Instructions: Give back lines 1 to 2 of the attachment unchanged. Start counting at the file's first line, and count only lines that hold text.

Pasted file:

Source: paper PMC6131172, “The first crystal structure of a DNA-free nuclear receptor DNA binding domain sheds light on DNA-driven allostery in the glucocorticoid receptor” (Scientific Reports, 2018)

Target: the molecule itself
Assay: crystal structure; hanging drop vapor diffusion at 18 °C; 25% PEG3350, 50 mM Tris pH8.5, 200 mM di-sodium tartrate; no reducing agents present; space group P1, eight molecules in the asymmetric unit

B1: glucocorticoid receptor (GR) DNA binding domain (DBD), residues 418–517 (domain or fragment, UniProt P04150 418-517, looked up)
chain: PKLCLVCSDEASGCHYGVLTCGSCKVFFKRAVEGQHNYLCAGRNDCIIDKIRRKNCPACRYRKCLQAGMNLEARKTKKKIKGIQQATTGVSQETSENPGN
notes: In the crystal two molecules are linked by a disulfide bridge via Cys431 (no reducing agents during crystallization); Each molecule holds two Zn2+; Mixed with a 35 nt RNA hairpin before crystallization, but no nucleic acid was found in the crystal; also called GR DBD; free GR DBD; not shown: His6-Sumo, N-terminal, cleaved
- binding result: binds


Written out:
Source: paper PMC6131172, “The first crystal structure of a DNA-free nuclear receptor DNA binding domain sheds light on DNA-driven allostery in the glucocorticoid receptor” (Scientific Reports, 2018)

Target: the molecule itself